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A library of java tools to assist with development of concurrent java applications. It includes a collection of tools to help with a wide range of concurrent development and testing needs. This is designed to be a complement to java.util.concurrent and uses java.util.concurrent to help assist in it's implementations where it makes sense.

Include the threadly library into your project from maven central:


For information about compiling, importing into eclipse, or contributing to the project, please look at the 'BUILD_INSTRUCTIONS' file.

For a complete list of features in threadly please view the features page on the wiki:

-- General Concurrency Tools --

Advantages compared to ScheduledThreadPoolExecutor:

Better .execute task performance. Because it uses different structures for scheduled/recurring tasks from execute task we are able to use a structure which fits the job better. This provides a DRAMATIC improvement in the performance of executed jobs. Our pools also need to trap to the kernel to get system clock time less frequently.

The ability to provide a priority with a task means that things which are more critical are impacted less by things which are recurring or a delay wont matter as long as those low priority tasks are not starved. Low priority tasks will delay longer if there is high usage on the pool, until they reach their maximum wait time (assuming that high priority tasks are not further delayed). Using multiple priorities also reduces lock contention between the different priorities.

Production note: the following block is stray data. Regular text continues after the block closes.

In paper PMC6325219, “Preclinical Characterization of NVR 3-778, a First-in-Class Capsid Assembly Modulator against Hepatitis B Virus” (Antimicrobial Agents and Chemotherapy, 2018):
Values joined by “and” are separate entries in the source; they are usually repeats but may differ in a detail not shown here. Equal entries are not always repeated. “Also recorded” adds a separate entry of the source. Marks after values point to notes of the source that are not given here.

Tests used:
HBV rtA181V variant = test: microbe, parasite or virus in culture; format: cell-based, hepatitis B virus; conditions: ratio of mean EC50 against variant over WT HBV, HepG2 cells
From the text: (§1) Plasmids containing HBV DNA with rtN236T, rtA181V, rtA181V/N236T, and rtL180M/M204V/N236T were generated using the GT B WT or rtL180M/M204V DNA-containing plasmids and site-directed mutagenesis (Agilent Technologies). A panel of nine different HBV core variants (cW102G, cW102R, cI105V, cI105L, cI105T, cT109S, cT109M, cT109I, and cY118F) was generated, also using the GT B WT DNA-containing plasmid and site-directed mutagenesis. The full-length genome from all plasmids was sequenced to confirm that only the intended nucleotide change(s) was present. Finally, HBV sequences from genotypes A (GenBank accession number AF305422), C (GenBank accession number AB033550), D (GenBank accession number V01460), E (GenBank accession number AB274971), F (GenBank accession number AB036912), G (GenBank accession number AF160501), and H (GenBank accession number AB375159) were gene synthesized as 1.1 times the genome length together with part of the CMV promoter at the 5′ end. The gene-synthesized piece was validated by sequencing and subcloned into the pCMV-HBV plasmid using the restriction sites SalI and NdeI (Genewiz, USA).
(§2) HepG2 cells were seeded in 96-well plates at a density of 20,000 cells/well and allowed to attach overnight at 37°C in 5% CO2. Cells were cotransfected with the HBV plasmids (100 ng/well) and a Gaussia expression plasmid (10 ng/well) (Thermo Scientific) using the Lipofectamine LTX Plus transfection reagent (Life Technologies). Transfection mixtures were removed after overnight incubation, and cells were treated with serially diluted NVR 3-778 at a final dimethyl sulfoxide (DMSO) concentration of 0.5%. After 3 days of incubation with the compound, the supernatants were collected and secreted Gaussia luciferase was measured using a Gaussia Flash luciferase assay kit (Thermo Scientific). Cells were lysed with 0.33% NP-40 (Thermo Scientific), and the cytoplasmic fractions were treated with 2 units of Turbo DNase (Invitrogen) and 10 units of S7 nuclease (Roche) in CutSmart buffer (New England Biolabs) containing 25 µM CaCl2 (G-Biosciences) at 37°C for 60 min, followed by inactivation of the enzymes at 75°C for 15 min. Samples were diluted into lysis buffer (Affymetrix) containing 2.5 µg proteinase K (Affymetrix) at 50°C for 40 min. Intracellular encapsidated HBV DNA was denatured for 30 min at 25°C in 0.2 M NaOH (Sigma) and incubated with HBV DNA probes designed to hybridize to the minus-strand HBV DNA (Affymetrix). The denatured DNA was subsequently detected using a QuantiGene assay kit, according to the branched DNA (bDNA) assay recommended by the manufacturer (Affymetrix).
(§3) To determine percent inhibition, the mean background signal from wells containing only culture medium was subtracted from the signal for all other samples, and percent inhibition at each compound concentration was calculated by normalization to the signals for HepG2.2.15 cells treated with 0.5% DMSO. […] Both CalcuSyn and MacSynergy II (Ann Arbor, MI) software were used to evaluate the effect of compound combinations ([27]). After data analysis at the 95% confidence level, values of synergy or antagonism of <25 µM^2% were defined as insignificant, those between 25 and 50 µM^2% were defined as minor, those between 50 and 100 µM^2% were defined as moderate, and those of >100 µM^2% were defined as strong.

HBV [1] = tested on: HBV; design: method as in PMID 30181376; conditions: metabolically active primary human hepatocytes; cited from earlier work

PriorityScheduler is only focused on the Runnable provided into it. So for example removing a task you can provide the original runnable (not a returned future). The runnables returned in .shutdownNow() are the original runnables, not wrapped in future tasks, etc, etc.

PriorityScheduler provides calls that do, and do not return a future, so if a future is not necessary the performance hit can be avoided.

If you need a thread pool that implements java.util.concurrent.ScheduledExecutorService you can wrap it in PrioritySchedulerServiceWrapper.

The other large difference compared to ScheduledThreadPoolExecutor is that the pool size is adjustable at runtime. In ScheduledThreadPoolExecutor you can only provide one size, and that pool can grow, but never shrink once started. In this implementation you construct with a start size, and if you ever want to adjust the size it can be done at any point with calls to setPoolSize(int). This will NEVER interrupt or stop running tasks, but as they finish the threads will be destroyed.

The design is such so that you create one large pool, and then wrap it in one of these two wrappers. You then pass the wrapper to your different parts of code. It relies on the large pool in order to actually get a thread, but this prevents any one section of code from completely dominating the thread pool.

-- Debugging utilities --

-- Unit Test Tools --

Starting in 6.0 unit test tools are provided by the threadly-test artifact: